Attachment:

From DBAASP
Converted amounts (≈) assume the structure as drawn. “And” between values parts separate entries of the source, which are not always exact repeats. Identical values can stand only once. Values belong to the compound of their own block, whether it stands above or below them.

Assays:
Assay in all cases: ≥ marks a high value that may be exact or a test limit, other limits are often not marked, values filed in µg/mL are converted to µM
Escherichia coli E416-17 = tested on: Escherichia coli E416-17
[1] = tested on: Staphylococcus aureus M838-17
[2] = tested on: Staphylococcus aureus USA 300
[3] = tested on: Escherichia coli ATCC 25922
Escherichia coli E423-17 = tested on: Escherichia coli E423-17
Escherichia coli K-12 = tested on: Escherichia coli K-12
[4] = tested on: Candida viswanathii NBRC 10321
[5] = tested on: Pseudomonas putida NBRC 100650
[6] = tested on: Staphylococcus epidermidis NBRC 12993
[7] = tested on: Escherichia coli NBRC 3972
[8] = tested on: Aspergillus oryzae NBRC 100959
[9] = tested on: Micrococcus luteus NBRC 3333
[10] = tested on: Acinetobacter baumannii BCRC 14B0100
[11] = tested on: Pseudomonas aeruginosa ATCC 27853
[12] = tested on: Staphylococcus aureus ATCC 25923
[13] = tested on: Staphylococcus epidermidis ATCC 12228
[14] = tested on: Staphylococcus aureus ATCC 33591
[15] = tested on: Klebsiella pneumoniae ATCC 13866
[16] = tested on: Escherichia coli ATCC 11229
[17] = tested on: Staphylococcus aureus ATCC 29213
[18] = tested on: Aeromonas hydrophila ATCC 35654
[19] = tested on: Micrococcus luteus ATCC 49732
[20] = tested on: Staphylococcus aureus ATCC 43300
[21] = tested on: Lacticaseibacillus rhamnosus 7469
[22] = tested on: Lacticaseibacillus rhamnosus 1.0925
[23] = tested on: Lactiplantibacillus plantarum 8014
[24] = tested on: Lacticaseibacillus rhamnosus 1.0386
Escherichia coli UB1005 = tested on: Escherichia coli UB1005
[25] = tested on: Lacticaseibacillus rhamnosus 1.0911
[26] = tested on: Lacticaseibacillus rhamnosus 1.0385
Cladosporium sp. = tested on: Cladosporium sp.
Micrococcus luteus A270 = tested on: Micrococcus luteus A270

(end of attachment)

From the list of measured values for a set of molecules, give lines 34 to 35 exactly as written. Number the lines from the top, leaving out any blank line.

[26] = tested on: Lacticaseibacillus rhamnosus 1.0385
Cladosporium sp. = tested on: Cladosporium sp.